NeuroTribes "The Structure of Flame" by autistic artist Jessica Park. Courtesy of Pure Vision Arts: In 2007, the United Nations passed a resolution declaring April 2 World Autism Awareness Day — an annual opportunity for fundraising organizations to bring public attention to a condition considered rare just a decade ago. Now society is coming to understand that the broad spectrum of autism — as it’s currently defined, which will change next year with the publication of the DSM-5 – isn’t rare after all. In fact, “autism is common,” said Thomas Frieden, Director of the U.S.
Scientific Learning The iPad® and Student Engagement: Is There a Connection? April 1, 2014 by Carrie Gajowski When students at ACS Cobham International School (UK) got iPads, Richard Harrold saw an opportunity. As an assistant principal at the lower (elementary) school, he had been hearing glowing reports from other educators about students seeing remarkable gains when using iPads. Were the gains real? Back to School: Keep an Academic Reading Journal - Stepcase Life Aside from partying, the thing you’re probably going to do most in college is read. Assuming you’re at all serious about your education, you’ll read so much that words will come out your ears. Unfortunately, much of what you read will also go pouring out your ears, or so it will seem looking back. One of the best habits you can develop in college — or even in high school, if you have the discipline — is to keep an academic reading journal. This is more or less what it sounds like: a journal recording everything you read, with an added layer of academic analysis.
Findings by Greg Miller Before this afternoon's social issues roundtable, I blithely assumed that neuroscience is mostly a good thing for society. It's all about understanding emotions, memory and cognition--the things that make us who we are--and tackling scourges such as Alzheimer's disease and depression. So I was thrown a bit off-guard by the opening remarks of the session moderator, Alan Leshner. 21st century education Revised August 2008. Your Assignment, Should You Choose to Accept It . . . Like Alice, many educators, policy makers and even the general public respond resoundingly with "That's impossible!"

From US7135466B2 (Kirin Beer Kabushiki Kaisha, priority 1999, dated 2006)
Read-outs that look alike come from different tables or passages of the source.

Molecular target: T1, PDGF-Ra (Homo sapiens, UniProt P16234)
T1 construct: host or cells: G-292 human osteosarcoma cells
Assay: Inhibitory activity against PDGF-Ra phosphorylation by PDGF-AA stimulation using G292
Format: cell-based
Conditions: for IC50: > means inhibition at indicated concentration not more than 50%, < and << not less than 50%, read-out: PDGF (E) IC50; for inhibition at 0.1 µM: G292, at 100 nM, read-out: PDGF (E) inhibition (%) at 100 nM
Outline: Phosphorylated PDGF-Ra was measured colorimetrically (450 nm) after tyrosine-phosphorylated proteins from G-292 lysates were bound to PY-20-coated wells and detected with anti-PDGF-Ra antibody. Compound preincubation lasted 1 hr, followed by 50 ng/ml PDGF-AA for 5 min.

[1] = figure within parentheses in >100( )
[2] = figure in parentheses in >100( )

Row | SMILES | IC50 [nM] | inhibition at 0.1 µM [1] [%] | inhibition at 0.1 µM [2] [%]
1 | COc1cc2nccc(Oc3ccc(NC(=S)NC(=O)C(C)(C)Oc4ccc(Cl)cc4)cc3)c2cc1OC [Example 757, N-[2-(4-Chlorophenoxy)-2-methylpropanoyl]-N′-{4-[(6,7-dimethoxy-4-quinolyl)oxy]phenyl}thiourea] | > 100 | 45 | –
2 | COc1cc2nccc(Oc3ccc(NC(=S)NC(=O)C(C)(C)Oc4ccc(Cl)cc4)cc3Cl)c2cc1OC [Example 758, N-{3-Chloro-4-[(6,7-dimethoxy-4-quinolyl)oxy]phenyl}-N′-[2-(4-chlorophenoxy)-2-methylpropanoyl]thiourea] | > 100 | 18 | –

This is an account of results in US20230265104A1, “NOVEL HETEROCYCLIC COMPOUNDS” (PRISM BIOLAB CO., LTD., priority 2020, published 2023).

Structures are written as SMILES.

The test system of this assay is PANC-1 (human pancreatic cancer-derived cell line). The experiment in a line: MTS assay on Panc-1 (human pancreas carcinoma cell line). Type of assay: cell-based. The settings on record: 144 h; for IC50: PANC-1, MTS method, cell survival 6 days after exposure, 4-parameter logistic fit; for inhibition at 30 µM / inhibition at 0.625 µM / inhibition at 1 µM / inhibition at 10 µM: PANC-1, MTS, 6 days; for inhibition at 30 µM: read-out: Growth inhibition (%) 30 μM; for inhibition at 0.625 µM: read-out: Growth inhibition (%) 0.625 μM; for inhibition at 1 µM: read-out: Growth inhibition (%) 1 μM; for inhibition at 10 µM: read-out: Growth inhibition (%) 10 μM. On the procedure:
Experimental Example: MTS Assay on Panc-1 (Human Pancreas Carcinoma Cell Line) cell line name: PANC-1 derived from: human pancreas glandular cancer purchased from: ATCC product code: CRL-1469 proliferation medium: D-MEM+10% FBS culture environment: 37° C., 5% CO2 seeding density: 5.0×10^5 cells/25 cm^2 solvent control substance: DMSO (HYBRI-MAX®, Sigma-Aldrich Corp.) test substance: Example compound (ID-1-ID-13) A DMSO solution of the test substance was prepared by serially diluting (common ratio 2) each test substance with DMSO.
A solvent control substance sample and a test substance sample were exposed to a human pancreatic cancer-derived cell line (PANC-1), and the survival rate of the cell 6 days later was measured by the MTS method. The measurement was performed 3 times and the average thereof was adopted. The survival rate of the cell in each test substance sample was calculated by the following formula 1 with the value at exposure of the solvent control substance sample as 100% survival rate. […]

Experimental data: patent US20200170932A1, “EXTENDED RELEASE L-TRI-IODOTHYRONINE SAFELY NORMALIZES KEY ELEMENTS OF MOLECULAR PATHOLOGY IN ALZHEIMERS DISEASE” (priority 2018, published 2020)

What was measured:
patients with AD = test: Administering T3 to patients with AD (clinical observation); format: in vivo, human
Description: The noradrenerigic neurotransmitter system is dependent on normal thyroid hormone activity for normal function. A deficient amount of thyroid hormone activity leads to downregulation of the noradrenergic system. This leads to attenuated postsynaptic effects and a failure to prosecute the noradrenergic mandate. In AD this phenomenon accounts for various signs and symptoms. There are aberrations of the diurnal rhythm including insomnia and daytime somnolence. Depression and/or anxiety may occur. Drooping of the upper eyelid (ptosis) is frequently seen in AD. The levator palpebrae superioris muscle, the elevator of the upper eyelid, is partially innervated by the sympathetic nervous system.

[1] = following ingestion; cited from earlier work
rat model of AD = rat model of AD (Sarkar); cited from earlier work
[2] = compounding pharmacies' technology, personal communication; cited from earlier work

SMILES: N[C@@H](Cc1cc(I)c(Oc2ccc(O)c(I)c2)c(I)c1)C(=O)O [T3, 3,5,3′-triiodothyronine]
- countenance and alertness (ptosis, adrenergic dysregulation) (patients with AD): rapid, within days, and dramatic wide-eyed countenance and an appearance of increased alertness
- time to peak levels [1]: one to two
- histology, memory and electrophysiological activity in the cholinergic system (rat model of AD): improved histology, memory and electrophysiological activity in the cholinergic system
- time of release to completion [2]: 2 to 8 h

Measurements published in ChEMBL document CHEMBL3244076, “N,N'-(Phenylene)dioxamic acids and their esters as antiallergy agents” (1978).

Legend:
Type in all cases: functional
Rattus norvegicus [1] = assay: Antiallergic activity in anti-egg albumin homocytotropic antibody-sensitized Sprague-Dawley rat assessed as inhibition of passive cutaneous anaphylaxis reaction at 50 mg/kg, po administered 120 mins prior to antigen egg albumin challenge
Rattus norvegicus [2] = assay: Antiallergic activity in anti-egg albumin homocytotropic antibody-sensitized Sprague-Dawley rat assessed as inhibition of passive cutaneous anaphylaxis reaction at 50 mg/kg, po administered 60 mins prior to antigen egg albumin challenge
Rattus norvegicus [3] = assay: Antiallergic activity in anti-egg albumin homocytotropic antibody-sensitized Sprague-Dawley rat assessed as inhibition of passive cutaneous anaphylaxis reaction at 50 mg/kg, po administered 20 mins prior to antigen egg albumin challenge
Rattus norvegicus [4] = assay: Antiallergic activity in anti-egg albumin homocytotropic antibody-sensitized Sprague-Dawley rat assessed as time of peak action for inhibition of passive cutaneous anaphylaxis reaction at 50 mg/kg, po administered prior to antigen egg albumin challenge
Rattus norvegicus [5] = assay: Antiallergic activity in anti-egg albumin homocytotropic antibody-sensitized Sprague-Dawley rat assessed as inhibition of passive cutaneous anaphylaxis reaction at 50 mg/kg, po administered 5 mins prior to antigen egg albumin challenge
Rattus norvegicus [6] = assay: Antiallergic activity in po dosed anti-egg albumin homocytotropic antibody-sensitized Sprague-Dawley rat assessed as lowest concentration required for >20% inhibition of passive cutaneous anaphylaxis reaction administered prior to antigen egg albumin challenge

Biology of Religion 03. March 2012, 11:06 The online-magazine Evolution: This View of Life did get a new (and, if I might say, awesome) look. OECD: Brain & Learning EDUCERI › Centre for Educational Research and Innovation (CERI) - Brain and Learning Is the current classroom model of learning “brain-unfriendly”? Why are students failing to master numeracy and literacy skills efficiently enough to be employable? Why are one out of six students disruptive and school-haters? Since 1999, CERI's “Brain and Learning” project has been working towards a better understanding of the learning processes of an individual’s lifecycle. The first phase of the project (1999 – 2002) brought together an international group of researchers in several fora to review potential implications of recent research findings in brain and learning sciences for policy-makers.
The Ten Habits of Highly Effective Brains By: Alvaro Fernandez Let’s review some good lifestyle options we can all follow to maintain, and improve, our vibrant brains. 1. Learn more about the “It” in “Use It or Lose It“. NeuroLogica Blog Jan 13 2017 Cognitive Biases in Health Care Decision Making This was an unexpected pleasant find in an unusual place. The Gerontological Society of America recently put out a free publication designed to educate patients about cognitive biases and heuristics and how they can adversely affect decision making about health care. The publication is aimed at older health care consumers, but the information it contains is applicable to all people and situations. It is a well written excellent summary of common cognitive biases with a thorough list of references.
Intute: Encouraging Critical Thinking Online Encouraging Critical Thinking Online is a set of free teaching resources designed to develop students' analytic abilities, using the Web as source material. Two units are currently available, each consisting of a series of exercises for classroom or seminar use. Students are invited to explore the Web and find a number of sites which address the selected topic, and then, in a teacher-led group discussion, to share and discuss their findings. The exercises are designed so that they may be used either consecutively to form a short course, or individually.
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Critical thinking web We have over 100 online tutorials on different aspects of thinking skills. They are organized into modules listed below and in the menu above. Our tutorials are used by universities, community colleges, and high schools around the world. The tutorials are completely free and under a Creative Commons license.